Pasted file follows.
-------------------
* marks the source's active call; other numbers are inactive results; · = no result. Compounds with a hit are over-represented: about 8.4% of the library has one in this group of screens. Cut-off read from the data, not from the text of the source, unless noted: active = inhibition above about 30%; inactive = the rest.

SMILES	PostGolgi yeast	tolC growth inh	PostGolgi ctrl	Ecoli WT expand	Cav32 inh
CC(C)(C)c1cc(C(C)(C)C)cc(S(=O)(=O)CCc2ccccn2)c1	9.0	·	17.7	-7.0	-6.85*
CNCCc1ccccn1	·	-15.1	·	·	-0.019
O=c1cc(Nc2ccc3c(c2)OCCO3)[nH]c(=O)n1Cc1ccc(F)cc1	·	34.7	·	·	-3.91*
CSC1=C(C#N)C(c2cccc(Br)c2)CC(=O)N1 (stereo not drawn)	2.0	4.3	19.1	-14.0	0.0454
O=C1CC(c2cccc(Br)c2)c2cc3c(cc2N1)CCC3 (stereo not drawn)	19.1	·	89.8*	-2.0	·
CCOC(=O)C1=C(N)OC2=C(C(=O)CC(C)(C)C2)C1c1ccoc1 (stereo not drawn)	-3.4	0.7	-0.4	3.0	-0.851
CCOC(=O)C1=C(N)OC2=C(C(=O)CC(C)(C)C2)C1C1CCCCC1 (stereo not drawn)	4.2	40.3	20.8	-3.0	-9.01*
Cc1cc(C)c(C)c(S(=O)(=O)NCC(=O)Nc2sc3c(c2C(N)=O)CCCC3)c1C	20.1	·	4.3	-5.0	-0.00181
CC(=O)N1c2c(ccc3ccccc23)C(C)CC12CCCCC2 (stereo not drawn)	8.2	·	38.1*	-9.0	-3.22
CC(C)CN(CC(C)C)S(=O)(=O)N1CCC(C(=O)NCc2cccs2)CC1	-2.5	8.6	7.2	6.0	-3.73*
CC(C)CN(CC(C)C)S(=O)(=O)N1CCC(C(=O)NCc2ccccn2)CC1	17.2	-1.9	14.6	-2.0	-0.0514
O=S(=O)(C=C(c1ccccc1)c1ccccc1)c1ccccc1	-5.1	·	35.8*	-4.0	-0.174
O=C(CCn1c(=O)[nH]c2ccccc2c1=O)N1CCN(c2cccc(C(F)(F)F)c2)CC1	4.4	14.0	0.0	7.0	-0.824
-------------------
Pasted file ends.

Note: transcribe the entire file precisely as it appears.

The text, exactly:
* marks the source's active call; other numbers are inactive results; · = no result. Compounds with a hit are over-represented: about 8.4% of the library has one in this group of screens. Cut-off read from the data, not from the text of the source, unless noted: active = inhibition above about 30%; inactive = the rest.

SMILES	PostGolgi yeast	tolC growth inh	PostGolgi ctrl	Ecoli WT expand	Cav32 inh
CC(C)(C)c1cc(C(C)(C)C)cc(S(=O)(=O)CCc2ccccn2)c1	9.0	·	17.7	-7.0	-6.85*
CNCCc1ccccn1	·	-15.1	·	·	-0.019
O=c1cc(Nc2ccc3c(c2)OCCO3)[nH]c(=O)n1Cc1ccc(F)cc1	·	34.7	·	·	-3.91*
CSC1=C(C#N)C(c2cccc(Br)c2)CC(=O)N1 (stereo not drawn)	2.0	4.3	19.1	-14.0	0.0454
O=C1CC(c2cccc(Br)c2)c2cc3c(cc2N1)CCC3 (stereo not drawn)	19.1	·	89.8*	-2.0	·
CCOC(=O)C1=C(N)OC2=C(C(=O)CC(C)(C)C2)C1c1ccoc1 (stereo not drawn)	-3.4	0.7	-0.4	3.0	-0.851
CCOC(=O)C1=C(N)OC2=C(C(=O)CC(C)(C)C2)C1C1CCCCC1 (stereo not drawn)	4.2	40.3	20.8	-3.0	-9.01*
Cc1cc(C)c(C)c(S(=O)(=O)NCC(=O)Nc2sc3c(c2C(N)=O)CCCC3)c1C	20.1	·	4.3	-5.0	-0.00181
CC(=O)N1c2c(ccc3ccccc23)C(C)CC12CCCCC2 (stereo not drawn)	8.2	·	38.1*	-9.0	-3.22
CC(C)CN(CC(C)C)S(=O)(=O)N1CCC(C(=O)NCc2cccs2)CC1	-2.5	8.6	7.2	6.0	-3.73*
CC(C)CN(CC(C)C)S(=O)(=O)N1CCC(C(=O)NCc2ccccn2)CC1	17.2	-1.9	14.6	-2.0	-0.0514
O=S(=O)(C=C(c1ccccc1)c1ccccc1)c1ccccc1	-5.1	·	35.8*	-4.0	-0.174
O=C(CCn1c(=O)[nH]c2ccccc2c1=O)N1CCN(c2cccc(C(F)(F)F)c2)CC1	4.4	14.0	0.0	7.0	-0.824